Sports

Dodger Stadium welcomes mountains of dirt for AMA Supercross Series

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Dave Prater and his crew began systematically killing the grass at Dodger Stadium this week, and no one from the Dodgers protested.

Prater did so by spreading 5,000 cubic yards of dirt — about 500 dump-truck loads equal to about 1.5 million pounds — over the field to create a track of berms and moguls and jumps for Saturday night's Monster Energy AMA Supercross Series races, which will be held for the first time at the home of the Dodgers.

They also plan a Monster Jam truck event there Feb. 19, so the field will remain covered with Prater's dirt for about five weeks.

"The grass is dead when we come off of it," said Prater, director of supercross for Feld Entertainment. "But once we're off, they'll bring in a sod cutter … and lay a brand-new field."

Dodger Stadium has been used for non-baseball events nearly since it opened in 1962. The Beatles, Elton John and Michael Jackson are just a few of the artists who have performed there. Pope John Paul II celebrated Mass at Dodger Stadium in 1987.

But this will be the first visit there by supercross, the stadium version of off-road motorcycle racing, or motocross. The sport's big-name riders such as James Stewart, Ryan Dungey and Ryan Villopoto race around specifically designed tracks that feature several small hills, some of which cause the riders to take leaps two or three stories high before they land again.

It's a popular sport, especially in Southern California, that often draws a crowd of 40,000 or more to a race. One of its leading venues is Angel Stadium in Anaheim, where in recent years supercross would hold three races early in the season.

Supercross spent years talking with Dodger Stadium about holding a race in Chavez Ravine as well, but it was only this year that the Dodgers — long wary of anyone tampering with their field — finally agreed. So this season supercross is racing twice in Anaheim and once in Los Angeles.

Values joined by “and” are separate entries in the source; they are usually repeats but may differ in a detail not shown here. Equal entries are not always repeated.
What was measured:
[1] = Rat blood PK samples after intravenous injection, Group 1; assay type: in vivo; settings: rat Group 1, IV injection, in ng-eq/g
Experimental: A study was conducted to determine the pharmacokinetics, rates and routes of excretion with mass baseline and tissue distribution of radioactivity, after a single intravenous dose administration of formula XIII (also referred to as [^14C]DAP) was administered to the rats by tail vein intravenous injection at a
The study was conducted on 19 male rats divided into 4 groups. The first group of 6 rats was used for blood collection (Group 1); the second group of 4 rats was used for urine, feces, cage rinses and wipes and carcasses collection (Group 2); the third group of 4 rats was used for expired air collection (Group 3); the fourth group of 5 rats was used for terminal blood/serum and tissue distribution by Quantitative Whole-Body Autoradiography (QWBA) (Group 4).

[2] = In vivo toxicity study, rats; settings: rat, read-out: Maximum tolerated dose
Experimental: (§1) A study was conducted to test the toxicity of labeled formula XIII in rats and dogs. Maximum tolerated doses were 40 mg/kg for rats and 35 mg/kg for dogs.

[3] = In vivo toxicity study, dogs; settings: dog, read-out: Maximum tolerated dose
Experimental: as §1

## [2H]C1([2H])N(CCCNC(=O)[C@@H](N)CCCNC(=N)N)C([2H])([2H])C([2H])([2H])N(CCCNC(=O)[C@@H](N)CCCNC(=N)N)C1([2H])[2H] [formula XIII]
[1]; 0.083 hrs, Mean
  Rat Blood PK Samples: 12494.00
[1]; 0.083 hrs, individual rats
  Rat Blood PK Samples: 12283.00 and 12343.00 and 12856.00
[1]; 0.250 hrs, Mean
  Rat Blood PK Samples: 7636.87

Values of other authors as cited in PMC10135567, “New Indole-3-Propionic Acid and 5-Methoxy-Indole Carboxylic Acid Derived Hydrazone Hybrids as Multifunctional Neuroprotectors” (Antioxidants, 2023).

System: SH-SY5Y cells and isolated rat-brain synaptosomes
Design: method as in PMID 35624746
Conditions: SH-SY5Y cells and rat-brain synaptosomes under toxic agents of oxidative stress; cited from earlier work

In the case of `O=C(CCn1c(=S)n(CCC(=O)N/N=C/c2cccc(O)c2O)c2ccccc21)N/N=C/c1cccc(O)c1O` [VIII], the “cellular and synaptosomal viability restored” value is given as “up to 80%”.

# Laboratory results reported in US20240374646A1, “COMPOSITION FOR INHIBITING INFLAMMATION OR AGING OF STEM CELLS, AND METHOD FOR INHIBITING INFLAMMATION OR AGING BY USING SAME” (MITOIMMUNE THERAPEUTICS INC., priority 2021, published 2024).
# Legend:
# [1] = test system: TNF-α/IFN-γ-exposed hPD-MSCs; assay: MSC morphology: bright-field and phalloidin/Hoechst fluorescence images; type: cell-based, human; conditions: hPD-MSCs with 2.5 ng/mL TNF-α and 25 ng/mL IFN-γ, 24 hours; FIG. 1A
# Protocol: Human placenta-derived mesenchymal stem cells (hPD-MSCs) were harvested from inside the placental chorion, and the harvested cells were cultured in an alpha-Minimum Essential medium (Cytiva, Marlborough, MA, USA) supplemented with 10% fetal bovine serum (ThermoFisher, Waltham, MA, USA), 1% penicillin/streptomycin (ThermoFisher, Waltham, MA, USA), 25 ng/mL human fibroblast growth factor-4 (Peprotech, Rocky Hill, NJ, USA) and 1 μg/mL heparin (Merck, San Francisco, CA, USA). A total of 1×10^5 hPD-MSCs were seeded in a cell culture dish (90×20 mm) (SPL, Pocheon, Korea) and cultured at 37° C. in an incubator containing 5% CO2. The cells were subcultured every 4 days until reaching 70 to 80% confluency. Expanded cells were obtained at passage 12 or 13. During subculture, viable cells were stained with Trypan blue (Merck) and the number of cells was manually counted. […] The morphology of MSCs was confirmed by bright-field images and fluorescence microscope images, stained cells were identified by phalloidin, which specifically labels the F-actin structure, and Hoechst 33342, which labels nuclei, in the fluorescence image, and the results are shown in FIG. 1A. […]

"We've been talking to [the Dodgers] on and off, and finally got to a point where it was really their comfort with us that we would adequately take care of the place and leave it in good shape when we got done," said Ken Hudgens, Feld's chief financial officer for motor sports.

"You're talking about taking this into the home of one of the most pristine fields in the world," he said. "They have groundskeepers whose 365-day-a-year job is to keep this field pristine, and then you're going to go and dump 500 truckloads of dirt."

In exchange, Saturday night's races — there are heats in both supercross and its second-tier supercross lites division before the main event — present what could be a million-dollar night for both Feld and the Dodgers.

Although both parties declined to reveal details of their contract, they said the payoff is determined by attendance, and that it's not a simple matter of Feld paying a flat rental fee to the Dodgers for using the stadium.

"It's not a true partnership but we're in it together," Hudgens said. "Generally the Dodgers are keeping their parking revenue and their food and beverage [revenue], and we're taking a percentage of our merchandise sales and a percentage of ticket sales. The better the business is, the better the Dodgers do, the better we do."

Supercross events also sometimes feature pre-race tailgating parties in the parking lot. But those are prohibited at Dodger Stadium.

Given the recent publicity about the financial problems and divorce of Dodgers owner Frank McCourt, the question arises whether the Dodgers finally struck a deal with supercross because the team needs the money.

"No," said Dodgers spokesman Josh Rawitch. "The Dodgers have for the last, probably, decade been looking for ways to help generate revenue at the stadium, independent of any other news you may be following."

"We are always going to be very protective of the field," he said, adding that the Dodgers were finally persuaded that after supercross leaves, "the stadium was going to look exactly the same on opening day [March 31] as it did the day the season ended."

Prater's crew first covered the field in plastic and then trucked their dirt — a mixture of 60% clay and 40% sand — from a stockpile in Carson to the Dodger Stadium parking lot behind center field. Dump trucks then took turns moving the dirt into the stadium.

From there, front-end loaders and bulldozers moved the dirt around to shape the track. They also covered the baseball field's warning track with plywood. Lighting and sound equipment followed because pre-race festivities at supercross races typically include laser shows and fireworks.

"There aren't many more prestigious places in the world than Dodger Stadium," Hudgens said, "and to be able to take our event there is really quite a treat for us."

james.peltz@latimes.com

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